Til Death Do Us Part

Weird and Unusual Love Tactics from the Insect World and Animal Kingdom

Valentine’s Day is right around the corner, leading us to ask the question, how do insects and animals mate and show affection? Most people know that the female black widow spider kills her mate after courtship, but what about the rest of the insect world? 

We’ve dug up 10 fun facts about love. Wild style! 

  1. Females can be ferocious! Not only do black widows kill their male counterpart, but so does the praying mantis. 
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  1. Prairie voles are among a rare 3% of animals that mate for life. Males help raise the young and science has found that voles will grieve at the passing of their partner. 
  1. Some snails “love spray” each other. Snails have male and female reproductive parts. Because of this, both snails shoot each other with spiky love darts in an attempt to fertilize the eggs of their partner.
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  1. Researchers in Denmark believe male nursery spiders bring a gift to the female before mating to avoid becoming dinner themselves.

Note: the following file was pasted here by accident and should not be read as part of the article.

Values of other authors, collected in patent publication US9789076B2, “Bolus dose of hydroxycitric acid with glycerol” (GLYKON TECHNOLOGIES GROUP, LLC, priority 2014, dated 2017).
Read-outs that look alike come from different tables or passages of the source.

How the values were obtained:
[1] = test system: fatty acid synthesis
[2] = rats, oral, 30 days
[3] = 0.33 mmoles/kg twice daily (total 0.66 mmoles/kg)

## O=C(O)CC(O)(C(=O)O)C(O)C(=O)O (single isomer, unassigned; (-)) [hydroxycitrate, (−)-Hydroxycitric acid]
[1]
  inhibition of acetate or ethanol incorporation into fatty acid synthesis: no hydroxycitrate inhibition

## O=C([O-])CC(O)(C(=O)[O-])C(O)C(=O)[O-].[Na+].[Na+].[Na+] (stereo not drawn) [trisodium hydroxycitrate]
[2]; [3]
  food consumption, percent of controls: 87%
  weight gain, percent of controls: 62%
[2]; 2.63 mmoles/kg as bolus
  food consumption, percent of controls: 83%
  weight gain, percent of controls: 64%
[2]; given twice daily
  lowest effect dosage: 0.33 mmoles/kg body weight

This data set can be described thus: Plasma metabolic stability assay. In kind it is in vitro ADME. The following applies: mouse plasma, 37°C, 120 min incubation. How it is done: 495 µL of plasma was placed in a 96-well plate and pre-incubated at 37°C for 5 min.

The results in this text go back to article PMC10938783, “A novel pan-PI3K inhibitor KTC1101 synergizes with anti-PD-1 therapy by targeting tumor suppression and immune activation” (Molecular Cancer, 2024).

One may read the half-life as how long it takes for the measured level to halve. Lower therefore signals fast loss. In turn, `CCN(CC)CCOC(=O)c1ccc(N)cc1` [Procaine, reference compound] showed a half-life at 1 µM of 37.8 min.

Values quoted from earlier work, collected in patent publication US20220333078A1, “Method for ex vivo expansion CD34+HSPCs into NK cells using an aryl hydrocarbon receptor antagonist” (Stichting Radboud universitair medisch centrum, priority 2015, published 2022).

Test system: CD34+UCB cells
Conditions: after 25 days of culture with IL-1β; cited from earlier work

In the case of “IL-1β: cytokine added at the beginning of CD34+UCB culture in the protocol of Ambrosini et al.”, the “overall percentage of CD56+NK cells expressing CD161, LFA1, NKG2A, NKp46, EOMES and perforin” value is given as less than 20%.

1. Male bed bugs stab females in the abdomen with his genitals in an attempt to inseminate her. Ouch! 
  1. Squirrels play hard to get. Male squirrels chase each other and fight to see who wins the right to mate. Then, the female chases the winning male. If he can keep up with her, he wins the right to mate!
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  1. Female spiders can lay over 200 eggs at a time. For example, the common “house” spider averages 250 eggs per sac. In addition, during her life, she may lay as many as 17 sacs, totaling over 4,000 offspring!
  1. Garter snakes mate in a large group. Once the snakes wake from hibernation, the female emits a pheromone. Then, male snakes rush to her and create a “ball” as the males try to get into the correct mating position. 
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  1. Some variations of female porcupines are only available for courting 8-12 hours a YEAR! To court her, the male urinates on her. If she likes the smell, they have a very busy 8-12 hours. 
  1.  Love is in the air! Nope, that is just female skunks refusing to mate with a male. Skunk mating season begins right around Valentine’s Day. As a result, you may expect some unpleasant fragrance in your back yard this month.

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